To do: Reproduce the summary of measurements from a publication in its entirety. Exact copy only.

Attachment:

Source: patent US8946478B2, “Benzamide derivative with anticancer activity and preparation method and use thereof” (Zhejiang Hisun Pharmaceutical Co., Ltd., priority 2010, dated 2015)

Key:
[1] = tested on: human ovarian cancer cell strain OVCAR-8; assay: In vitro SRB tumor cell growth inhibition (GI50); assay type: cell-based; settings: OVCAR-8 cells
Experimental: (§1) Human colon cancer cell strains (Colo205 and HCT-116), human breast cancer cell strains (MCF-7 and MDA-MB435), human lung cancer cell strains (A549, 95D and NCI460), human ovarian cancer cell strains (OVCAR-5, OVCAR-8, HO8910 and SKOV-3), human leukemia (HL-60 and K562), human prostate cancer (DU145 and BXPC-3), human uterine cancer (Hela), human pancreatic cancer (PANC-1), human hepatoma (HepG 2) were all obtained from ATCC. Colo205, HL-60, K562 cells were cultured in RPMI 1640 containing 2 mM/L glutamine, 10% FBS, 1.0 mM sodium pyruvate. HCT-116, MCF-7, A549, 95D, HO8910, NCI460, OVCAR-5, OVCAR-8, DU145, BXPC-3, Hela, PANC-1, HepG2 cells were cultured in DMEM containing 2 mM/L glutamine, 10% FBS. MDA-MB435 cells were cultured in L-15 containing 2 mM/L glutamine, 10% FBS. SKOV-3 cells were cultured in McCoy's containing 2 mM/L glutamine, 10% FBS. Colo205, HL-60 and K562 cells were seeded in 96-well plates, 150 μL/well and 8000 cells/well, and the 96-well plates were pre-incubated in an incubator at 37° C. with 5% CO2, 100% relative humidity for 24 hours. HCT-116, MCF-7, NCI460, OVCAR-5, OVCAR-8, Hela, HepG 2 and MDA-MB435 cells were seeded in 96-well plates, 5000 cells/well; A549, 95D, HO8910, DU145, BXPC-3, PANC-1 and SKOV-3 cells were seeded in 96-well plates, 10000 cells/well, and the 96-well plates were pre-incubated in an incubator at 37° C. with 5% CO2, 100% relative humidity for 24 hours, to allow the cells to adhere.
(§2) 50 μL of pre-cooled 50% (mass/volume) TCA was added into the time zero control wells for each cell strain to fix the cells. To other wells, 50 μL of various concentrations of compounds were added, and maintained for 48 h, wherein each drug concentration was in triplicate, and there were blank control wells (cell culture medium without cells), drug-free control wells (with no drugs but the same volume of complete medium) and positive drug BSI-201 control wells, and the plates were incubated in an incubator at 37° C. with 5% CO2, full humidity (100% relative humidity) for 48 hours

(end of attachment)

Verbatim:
Source: patent US8946478B2, “Benzamide derivative with anticancer activity and preparation method and use thereof” (Zhejiang Hisun Pharmaceutical Co., Ltd., priority 2010, dated 2015)

Key:
[1] = tested on: human ovarian cancer cell strain OVCAR-8; assay: In vitro SRB tumor cell growth inhibition (GI50); assay type: cell-based; settings: OVCAR-8 cells
Experimental: (§1) Human colon cancer cell strains (Colo205 and HCT-116), human breast cancer cell strains (MCF-7 and MDA-MB435), human lung cancer cell strains (A549, 95D and NCI460), human ovarian cancer cell strains (OVCAR-5, OVCAR-8, HO8910 and SKOV-3), human leukemia (HL-60 and K562), human prostate cancer (DU145 and BXPC-3), human uterine cancer (Hela), human pancreatic cancer (PANC-1), human hepatoma (HepG 2) were all obtained from ATCC. Colo205, HL-60, K562 cells were cultured in RPMI 1640 containing 2 mM/L glutamine, 10% FBS, 1.0 mM sodium pyruvate. HCT-116, MCF-7, A549, 95D, HO8910, NCI460, OVCAR-5, OVCAR-8, DU145, BXPC-3, Hela, PANC-1, HepG2 cells were cultured in DMEM containing 2 mM/L glutamine, 10% FBS. MDA-MB435 cells were cultured in L-15 containing 2 mM/L glutamine, 10% FBS. SKOV-3 cells were cultured in McCoy's containing 2 mM/L glutamine, 10% FBS. Colo205, HL-60 and K562 cells were seeded in 96-well plates, 150 μL/well and 8000 cells/well, and the 96-well plates were pre-incubated in an incubator at 37° C. with 5% CO2, 100% relative humidity for 24 hours. HCT-116, MCF-7, NCI460, OVCAR-5, OVCAR-8, Hela, HepG 2 and MDA-MB435 cells were seeded in 96-well plates, 5000 cells/well; A549, 95D, HO8910, DU145, BXPC-3, PANC-1 and SKOV-3 cells were seeded in 96-well plates, 10000 cells/well, and the 96-well plates were pre-incubated in an incubator at 37° C. with 5% CO2, 100% relative humidity for 24 hours, to allow the cells to adhere.
(§2) 50 μL of pre-cooled 50% (mass/volume) TCA was added into the time zero control wells for each cell strain to fix the cells. To other wells, 50 μL of various concentrations of compounds were added, and maintained for 48 h, wherein each drug concentration was in triplicate, and there were blank control wells (cell culture medium without cells), drug-free control wells (with no drugs but the same volume of complete medium) and positive drug BSI-201 control wells, and the plates were incubated in an incubator at 37° C. with 5% CO2, full humidity (100% relative humidity) for 48 hours